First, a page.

The Need for Speed franchise has certainly had its ups and downs. Over the years EA has attempted to reinvent it with simulation-style racers that eventually spawn their own series and story-driven games that oftentimes fall flat. Probably the best idea they had though was bringing acquired developer Criterion into the mix. The house that spawned Burnout re-imagined the Hot Pursuit series with acclaimed results, and now EA is bringing them back in to do the same for the Most Wanted franchise.
I will admit that it is weird that we are seeing a series rebooted within its own generation. If you remember, the Most Wanted series started with the Xbox 360 launch, and we are already seeing it start over at the end of the cycle. Of course, if anyone can do it, it’s Criterion. These guys simply know racing games, and Most Wanted feels like it brings a lot of that expertise into the mix. I will be honest, this game feels like Burnout Paradise 2 with NfS elements. That is a good thing.
The minute you boot up Most Wanted you know what you are in for. The only menu you get before jumping into a car is one that asks you to press start. After that you are tossed into the world, and introduced to the mechanics the game has to offer. After a short set of lessons, the world opens up, and you are given freedom to handle the game your way. Everything is handled through Easy Drive, a nifty in-game menu you access with the d-pad that lets you set race markers, switch cars and, of course, check stats. This keeps you constantly focused on the driving portion of the game, and delivers a cohesive experience around the world of Fairhaven.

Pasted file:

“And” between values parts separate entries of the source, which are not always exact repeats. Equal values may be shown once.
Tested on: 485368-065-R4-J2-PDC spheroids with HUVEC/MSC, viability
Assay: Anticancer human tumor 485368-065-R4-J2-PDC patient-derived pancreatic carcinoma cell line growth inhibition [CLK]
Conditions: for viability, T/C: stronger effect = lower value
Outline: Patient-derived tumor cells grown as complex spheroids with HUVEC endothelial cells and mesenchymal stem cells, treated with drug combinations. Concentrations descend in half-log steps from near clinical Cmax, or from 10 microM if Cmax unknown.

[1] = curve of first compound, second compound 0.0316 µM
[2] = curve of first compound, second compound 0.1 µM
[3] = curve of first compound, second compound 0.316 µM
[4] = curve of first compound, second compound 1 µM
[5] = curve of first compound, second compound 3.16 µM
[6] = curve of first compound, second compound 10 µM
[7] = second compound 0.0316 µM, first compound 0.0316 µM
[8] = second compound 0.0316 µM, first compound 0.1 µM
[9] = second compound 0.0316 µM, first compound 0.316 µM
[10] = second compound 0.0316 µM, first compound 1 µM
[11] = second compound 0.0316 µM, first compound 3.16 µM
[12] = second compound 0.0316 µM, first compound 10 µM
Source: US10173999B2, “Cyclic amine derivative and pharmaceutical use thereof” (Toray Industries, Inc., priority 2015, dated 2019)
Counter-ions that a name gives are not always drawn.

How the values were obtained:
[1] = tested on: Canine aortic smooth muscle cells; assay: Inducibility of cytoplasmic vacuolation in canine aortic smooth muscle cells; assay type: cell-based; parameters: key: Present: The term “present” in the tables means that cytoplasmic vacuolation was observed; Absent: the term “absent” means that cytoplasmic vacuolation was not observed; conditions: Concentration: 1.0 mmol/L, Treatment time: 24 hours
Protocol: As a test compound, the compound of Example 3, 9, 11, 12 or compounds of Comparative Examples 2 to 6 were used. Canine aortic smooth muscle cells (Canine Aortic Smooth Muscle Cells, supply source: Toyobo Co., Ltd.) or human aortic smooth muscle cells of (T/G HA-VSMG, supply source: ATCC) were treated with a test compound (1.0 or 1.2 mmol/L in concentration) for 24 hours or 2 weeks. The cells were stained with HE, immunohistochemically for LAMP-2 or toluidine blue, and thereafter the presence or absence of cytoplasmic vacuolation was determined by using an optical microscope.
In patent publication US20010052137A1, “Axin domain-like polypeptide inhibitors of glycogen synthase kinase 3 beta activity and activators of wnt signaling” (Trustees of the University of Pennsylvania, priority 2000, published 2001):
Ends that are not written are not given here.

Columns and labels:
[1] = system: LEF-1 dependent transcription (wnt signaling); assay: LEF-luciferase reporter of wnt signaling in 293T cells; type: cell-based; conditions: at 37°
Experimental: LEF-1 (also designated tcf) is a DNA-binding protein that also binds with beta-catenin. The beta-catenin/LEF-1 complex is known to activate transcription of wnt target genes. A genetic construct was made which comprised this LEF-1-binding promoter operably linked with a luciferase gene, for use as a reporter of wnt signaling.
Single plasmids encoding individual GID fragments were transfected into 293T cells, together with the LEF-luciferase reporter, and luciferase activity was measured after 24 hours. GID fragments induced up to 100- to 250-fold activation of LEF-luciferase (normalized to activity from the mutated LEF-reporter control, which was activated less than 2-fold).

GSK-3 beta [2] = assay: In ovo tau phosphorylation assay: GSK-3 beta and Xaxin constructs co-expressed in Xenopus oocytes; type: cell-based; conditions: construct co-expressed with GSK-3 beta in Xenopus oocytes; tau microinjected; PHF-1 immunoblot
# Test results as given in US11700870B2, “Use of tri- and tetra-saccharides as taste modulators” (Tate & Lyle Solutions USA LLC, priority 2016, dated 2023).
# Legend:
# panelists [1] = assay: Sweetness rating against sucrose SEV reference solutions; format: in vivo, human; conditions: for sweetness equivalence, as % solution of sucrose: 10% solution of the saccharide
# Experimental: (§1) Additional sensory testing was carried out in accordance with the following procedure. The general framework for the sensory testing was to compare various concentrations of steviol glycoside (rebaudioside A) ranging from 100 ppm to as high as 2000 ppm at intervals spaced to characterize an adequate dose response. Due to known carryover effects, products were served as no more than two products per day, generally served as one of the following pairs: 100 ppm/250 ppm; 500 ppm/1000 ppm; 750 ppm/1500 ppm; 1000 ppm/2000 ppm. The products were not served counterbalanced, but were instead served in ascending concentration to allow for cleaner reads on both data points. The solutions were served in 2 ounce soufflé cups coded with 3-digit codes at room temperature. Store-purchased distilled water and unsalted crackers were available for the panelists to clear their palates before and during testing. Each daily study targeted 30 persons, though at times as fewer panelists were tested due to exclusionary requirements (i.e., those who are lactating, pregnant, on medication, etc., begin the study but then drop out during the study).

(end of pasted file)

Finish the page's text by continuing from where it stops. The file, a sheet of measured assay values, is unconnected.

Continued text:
The way the structure works for single player is simple. You have a list of the Most Wanted drivers in the city. As you earn experience points, you can slowly challenge each one to a race. What I like about the way this works is that experience points can be gained a number of ways. You can enter races, smash billboards and gates or simply do things familiar to Burnout fans around the city. Things like takedowns, traffic checking and oncoming traffic are all present. Also thrown into the mix are cops. They will show up if you do anything unlawful, or sometimes during specific races to turn things into a mess.
It is a cool dynamic that keeps races intense. Cops are neither impossible to shake nor a total pushover, making their presence warranted. Races themselves will also earn you specific upgrades for certain cars. These have to be monitored, as not all races offer up their spoils for every car. The world also hosts a number of cars for your taking. These ‘jack spots’ allow you to simply drive up to the cars and obtain them. It is a nice way to handle collectibles outside of the billboards and gates, and you actually want to find these trinkets.
The cars themselves handle much like you would expect from a Criterion racer. Tapping the brake around corners allows you to slide, and mastering this mechanic goes a long way. There is also a large focus on learning the routes during races. Rarely will you see large markers pointing the direction you are supposed to go. This was an issue I had with Paradise, and it is a shame they haven’t found a better way to deal with it in Most Wanted. You will also gain boost eventually that allows you to take corners easily and push ahead of the competition. Rubberband AI is noticeably present, giving you the illusion of more intense and close races. The downside is that, if you miss a turn or get sidetracked during a race, you might as well start over.